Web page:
Merkel Wins Again

Once again, Angela Merkel has held her ground and forced the other EU leaders to accommodate Germany's policy concerns. This time, it's a set of amendments to the Lisbon Treaty to deal with sovereign debt emergencies.

Once again, Angela Merkel has held her ground and forced the other EU leaders to accommodate Germany’s policy concerns. This time, it’s a set of amendments to the Lisbon Treaty to deal with sovereign debt emergencies.

See my New Atlanticist write-up “Merkel Wins EU Reform Showdown” for a longish backgrounder. My bottom line, though:

Aside from power politics, Merkel happens to be right here. While there are legitimate concerns being expressed by the European Central Bank and others about running off investors and destabilizing the Euro with talks of private liability for loans to governments who default, there simply has to be a mechanism to force national governments to act responsibly. The common currency forced Germany to act as “Europe’s ATM” and bail out the bad behavior of Greece and others — with very little consequence to bad actors. That simply wasn’t a sustainable position without restoring moral hazard.

FILED UNDER: Economics and Business, Europe, Quick Takes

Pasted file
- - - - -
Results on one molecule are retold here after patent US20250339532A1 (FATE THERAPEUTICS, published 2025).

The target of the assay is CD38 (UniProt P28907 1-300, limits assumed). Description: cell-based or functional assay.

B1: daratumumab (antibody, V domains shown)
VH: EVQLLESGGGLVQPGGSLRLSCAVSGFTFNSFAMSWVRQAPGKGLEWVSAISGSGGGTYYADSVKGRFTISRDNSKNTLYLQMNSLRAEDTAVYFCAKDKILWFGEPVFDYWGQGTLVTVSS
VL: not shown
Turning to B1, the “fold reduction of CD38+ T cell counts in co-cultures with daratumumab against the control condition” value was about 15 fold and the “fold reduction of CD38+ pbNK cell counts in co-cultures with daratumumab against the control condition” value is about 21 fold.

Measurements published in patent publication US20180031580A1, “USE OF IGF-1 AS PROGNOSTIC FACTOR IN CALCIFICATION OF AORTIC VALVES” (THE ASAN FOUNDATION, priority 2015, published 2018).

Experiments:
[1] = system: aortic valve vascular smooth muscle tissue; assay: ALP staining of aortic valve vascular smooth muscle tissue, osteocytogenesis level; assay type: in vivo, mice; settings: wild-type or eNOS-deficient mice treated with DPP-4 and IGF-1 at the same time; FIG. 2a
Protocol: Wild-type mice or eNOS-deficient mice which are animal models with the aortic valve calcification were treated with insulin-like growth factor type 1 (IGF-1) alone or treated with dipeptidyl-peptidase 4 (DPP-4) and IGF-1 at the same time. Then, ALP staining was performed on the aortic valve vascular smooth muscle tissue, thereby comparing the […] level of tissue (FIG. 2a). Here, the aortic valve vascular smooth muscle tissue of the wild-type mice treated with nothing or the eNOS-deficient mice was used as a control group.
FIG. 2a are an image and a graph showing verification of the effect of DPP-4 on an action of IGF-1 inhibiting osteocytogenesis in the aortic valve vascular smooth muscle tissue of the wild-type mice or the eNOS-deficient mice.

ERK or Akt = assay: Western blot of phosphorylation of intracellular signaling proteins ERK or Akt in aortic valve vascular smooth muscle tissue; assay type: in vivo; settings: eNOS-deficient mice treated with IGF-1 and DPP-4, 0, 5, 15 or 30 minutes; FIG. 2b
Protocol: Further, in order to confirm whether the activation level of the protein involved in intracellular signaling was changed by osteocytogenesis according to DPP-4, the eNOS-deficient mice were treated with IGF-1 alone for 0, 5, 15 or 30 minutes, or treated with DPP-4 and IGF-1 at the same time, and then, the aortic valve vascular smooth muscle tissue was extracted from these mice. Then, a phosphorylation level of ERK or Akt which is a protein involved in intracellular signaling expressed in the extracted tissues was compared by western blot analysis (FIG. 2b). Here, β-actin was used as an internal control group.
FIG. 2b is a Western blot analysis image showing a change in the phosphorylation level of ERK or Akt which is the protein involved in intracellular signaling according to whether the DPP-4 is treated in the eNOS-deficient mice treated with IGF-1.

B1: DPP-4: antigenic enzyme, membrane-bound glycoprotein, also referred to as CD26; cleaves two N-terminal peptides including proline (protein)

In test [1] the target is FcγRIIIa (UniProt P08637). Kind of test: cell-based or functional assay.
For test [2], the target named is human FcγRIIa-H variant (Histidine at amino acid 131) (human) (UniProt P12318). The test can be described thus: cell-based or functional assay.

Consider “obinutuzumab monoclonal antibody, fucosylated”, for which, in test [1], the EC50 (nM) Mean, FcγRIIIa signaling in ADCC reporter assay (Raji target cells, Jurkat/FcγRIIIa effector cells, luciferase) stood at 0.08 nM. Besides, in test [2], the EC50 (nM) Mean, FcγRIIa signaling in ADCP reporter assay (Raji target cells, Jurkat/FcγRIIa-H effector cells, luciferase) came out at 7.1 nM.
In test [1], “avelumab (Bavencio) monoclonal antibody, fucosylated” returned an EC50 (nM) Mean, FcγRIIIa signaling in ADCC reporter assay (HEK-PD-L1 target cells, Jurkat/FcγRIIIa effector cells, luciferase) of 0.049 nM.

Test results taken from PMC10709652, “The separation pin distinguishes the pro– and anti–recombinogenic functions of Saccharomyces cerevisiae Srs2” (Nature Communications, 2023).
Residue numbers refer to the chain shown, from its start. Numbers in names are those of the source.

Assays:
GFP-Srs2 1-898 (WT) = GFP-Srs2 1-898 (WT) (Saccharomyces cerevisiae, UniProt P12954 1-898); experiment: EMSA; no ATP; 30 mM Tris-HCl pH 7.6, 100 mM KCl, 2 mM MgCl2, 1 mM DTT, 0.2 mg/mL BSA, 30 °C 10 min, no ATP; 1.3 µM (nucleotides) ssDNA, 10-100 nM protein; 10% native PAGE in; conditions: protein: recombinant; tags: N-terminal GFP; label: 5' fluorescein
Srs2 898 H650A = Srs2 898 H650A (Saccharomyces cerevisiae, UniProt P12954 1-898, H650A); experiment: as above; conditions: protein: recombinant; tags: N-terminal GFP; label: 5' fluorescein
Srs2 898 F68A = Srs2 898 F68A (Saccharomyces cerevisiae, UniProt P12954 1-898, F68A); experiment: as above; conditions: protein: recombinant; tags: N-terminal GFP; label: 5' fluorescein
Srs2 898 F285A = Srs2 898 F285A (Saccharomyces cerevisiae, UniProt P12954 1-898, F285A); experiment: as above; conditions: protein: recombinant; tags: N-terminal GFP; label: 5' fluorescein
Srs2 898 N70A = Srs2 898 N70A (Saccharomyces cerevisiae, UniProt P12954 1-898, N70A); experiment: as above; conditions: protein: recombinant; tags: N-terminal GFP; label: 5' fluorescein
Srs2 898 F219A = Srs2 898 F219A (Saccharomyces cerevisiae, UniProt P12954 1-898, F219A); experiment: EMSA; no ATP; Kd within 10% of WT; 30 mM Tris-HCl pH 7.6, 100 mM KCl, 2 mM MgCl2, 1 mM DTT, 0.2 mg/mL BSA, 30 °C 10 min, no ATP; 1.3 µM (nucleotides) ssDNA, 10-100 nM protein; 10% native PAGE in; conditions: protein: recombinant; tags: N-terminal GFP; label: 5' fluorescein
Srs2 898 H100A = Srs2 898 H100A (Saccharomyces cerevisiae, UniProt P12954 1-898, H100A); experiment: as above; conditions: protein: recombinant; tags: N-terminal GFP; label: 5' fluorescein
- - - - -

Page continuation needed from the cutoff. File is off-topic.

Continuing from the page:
James Joyner
About James Joyner
James Joyner is Professor and Department Head of Security Studies at Marine Corps University's Command and Staff College and a nonresident senior fellow at the Scowcroft Center for Strategy and Security at the Atlantic Council. He's a former Army officer and Desert Storm vet. Views expressed here are his own. Follow James on Twitter @DrJJoyner.

Comments

  1. Brummagem Joe says:

    Very little consequence for the bad actors? Jim you really need to get up to speed with what’s happening economically in Europe before pontificating. The current consequences being experienced in Greece, Ireland and Spain are far from “little.” I totally agree with Merkel’s stance which i’m sure is shared by a number of other Euro members but to suggest that the aforementioned three countries are not suffering considerable economic pain as a consequence of their fiscal profligacy is totally remote from what’s really happening.

  2. James Joyner says:

    The current consequences being experienced in Greece, Ireland and Spain are far from “little.”

    They’re suffering some of the direct costs of their actions. But they’ve passed the lion’s share off to the non-profligate Eurozone members who got none of the benefits, notably Germany.

    It’s like the banks that got bailed out in the USA. Yes, they suffered some losses. But they passed most of the pain to others without the CEOS getting fired, stockholders getting wiped out, etc.